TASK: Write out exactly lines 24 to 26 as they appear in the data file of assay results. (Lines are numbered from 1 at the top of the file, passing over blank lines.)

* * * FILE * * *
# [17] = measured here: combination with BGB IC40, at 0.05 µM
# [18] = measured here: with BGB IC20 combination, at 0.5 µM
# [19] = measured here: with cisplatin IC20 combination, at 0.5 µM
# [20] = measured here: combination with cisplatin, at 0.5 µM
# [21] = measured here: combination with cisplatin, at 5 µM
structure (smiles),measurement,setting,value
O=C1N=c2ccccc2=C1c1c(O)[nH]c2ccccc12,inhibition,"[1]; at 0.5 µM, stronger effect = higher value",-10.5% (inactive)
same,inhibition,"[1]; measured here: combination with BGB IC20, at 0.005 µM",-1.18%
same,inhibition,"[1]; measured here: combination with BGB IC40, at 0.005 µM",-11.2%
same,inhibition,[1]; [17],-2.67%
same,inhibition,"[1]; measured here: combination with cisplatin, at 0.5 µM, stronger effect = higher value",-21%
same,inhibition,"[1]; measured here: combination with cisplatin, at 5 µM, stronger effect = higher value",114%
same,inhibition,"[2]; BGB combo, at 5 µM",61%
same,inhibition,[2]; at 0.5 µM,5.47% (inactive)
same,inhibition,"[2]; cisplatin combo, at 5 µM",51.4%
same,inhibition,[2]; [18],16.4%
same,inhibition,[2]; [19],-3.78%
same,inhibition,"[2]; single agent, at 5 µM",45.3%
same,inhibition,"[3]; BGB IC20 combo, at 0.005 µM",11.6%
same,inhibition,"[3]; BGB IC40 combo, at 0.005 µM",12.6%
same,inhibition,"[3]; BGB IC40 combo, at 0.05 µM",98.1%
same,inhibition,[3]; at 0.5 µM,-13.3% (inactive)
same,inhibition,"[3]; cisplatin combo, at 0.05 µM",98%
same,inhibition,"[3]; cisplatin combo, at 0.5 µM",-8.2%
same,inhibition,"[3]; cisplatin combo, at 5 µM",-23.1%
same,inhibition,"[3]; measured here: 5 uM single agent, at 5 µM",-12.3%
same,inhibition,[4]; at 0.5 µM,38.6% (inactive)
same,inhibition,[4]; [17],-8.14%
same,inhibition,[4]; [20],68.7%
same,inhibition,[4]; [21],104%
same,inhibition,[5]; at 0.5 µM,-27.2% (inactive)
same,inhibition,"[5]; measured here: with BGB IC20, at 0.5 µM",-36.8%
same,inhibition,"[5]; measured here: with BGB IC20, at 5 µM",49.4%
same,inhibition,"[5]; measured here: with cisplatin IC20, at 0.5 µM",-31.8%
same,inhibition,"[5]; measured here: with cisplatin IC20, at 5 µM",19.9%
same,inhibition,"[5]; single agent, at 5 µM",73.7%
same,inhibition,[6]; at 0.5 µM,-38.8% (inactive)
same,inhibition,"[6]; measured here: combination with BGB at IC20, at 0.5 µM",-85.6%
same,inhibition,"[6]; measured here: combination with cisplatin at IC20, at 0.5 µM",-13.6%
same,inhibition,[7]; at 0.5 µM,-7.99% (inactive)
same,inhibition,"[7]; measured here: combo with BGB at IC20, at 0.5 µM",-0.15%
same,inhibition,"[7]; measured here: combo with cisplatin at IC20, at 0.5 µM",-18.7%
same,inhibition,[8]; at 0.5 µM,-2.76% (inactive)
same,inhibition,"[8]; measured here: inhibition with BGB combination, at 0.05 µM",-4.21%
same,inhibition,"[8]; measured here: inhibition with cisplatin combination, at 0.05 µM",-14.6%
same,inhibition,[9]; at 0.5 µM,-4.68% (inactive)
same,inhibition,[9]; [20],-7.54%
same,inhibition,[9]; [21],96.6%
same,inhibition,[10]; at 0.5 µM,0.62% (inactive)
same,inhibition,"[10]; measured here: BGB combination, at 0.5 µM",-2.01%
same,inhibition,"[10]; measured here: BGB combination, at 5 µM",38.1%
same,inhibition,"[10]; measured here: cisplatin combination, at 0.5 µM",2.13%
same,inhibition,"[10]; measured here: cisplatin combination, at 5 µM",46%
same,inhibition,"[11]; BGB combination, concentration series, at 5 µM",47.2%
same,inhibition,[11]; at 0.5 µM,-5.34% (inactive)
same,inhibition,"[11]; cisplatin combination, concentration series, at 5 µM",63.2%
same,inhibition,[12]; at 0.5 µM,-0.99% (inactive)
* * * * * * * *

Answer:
same,inhibition,"[3]; cisplatin combo, at 0.5 µM",-8.2%
same,inhibition,"[3]; cisplatin combo, at 5 µM",-23.1%
same,inhibition,"[3]; measured here: 5 uM single agent, at 5 µM",-12.3%